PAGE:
Decision of the court The Chancellor of Justice illegally concealed information about the change of minister to the bank

The Supreme Administrative Court ruled on Yle’s interest in a case concerning a request for information on the transfer of a former minister to the board of a Swedish bank while he was in office.

The court ruled on Monday that the Chancellor of Justice’s decision to conceal documents related to the then Minister of Transport and Communications Anne BernerThe decision to join the Board of Skandinaviska Enskilda Banken (SEB) in 2019 is against the freedom of information laws.

The court has returned the case to the Chancellor of Justice’s office for reconsideration.

In February 2019, Yle’s journalist Merja Niilola requested documents from the Office of the Chancellor of Justice, including e-mail correspondence Tuomas Pöysti Berner’s appointment to the bank’s board of directors as a member of parliament, minister, and governing coalition.

The Agency refused to disclose the documents on the grounds of confidentiality.

However, the Supreme Administrative Court rejected this interpretation and held that according to Article 12 (2) of the Finnish Constitution, documents and other recordings held by an authority are public, unless their disclosure is expressly restricted by law, for example for reasons of national security.

In the light of the decision of the Administrative Court, the Office of the Chancellor of Justice has now been forced to update its decision on the disclosure of documents.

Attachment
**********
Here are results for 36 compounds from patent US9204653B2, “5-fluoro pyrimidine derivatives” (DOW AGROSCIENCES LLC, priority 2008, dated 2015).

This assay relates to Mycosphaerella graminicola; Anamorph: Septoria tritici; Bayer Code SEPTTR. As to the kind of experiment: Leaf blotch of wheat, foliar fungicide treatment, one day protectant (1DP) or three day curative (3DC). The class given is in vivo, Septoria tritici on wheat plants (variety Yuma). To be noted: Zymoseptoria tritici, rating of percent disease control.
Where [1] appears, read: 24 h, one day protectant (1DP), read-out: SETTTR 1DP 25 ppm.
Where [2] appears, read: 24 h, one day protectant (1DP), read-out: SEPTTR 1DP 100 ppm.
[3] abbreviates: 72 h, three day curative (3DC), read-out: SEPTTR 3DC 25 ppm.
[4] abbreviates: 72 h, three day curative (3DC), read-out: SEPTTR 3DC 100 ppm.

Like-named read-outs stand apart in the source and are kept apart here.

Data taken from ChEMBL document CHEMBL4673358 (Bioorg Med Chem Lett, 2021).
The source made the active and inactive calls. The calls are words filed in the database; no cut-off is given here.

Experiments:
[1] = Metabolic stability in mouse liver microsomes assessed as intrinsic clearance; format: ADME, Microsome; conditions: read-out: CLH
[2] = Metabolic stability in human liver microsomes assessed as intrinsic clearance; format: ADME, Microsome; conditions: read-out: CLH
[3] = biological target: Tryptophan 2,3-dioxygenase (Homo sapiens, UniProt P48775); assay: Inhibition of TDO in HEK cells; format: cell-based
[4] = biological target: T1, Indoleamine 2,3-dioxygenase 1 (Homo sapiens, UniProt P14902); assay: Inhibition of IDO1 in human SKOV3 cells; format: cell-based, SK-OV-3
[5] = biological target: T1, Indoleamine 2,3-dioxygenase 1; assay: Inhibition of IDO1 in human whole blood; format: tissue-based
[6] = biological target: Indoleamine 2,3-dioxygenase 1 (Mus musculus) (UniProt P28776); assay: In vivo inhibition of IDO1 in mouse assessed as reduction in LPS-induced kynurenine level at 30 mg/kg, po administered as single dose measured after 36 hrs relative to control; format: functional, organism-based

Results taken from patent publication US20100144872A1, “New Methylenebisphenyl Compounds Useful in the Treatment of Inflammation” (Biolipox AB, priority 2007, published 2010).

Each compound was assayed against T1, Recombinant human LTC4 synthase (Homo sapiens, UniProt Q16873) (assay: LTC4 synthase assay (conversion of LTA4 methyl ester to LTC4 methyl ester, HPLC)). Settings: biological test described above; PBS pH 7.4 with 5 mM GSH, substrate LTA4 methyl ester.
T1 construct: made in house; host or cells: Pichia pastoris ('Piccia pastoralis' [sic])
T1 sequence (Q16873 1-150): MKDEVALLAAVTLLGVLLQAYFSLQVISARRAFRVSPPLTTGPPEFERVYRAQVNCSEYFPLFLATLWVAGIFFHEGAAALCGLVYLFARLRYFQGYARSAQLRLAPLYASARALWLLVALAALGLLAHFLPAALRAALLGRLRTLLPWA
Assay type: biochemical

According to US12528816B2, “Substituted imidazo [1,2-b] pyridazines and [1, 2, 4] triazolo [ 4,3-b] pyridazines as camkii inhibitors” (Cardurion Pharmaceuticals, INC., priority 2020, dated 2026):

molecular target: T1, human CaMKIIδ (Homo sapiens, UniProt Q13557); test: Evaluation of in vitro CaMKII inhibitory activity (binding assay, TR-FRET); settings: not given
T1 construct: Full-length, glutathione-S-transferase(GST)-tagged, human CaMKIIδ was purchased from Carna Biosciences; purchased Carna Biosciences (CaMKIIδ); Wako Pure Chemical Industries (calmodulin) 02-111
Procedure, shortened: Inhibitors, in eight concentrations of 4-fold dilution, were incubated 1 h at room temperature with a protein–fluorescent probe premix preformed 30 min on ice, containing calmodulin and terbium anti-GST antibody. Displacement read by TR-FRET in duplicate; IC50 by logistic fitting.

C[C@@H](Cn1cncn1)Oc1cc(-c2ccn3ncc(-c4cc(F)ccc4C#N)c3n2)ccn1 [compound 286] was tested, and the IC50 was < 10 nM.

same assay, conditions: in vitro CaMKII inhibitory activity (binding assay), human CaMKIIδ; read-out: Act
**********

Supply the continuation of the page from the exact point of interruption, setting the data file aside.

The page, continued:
Background to the request for information

Former Minister Berner ran the family-owned interior design company Vallila Interior for several years before becoming the Uusimaa constituency’s non-aligned candidate for the Central Party in 2015. Despite the first MPs, he was then handed over to the then Prime Minister by the Transport and Communications Portfolio. Juha Sipilä (Cen).

His ambitious attempt to modernize Finland’s transport infrastructure and introduce private ownership caused friction, especially within the City Center, while another proposal to abolish the vehicle tax and establish a toll was never set in motion.

In 2019, Berner announced that he did not intend to run for re-election in this year’s parliamentary elections, but would instead move to the Board of SEB Bank in Sweden.

His announcement received widespread media attention at the time, as board members are prohibited by the constitution from performing administrative duties in banks or financial institutions while in office.

Berner said at the time that he would not take office until April 29, 2019, about two weeks after the April 14 elections, and the Chancellor of Justice’s office considered this to be in accordance with Finnish law. However, the online news magazine Uusi Suomi reported that the government would meet for the first time on March 26 – while Berner was still a minister.

SEB then issued a statement specifying that Berner would not become a member of the Board until June 1.

The correspondence of the Chancellor of Justice at that time was the subject of a request for information from Yle’s journalist Niilola.

Source: The Nordic Page





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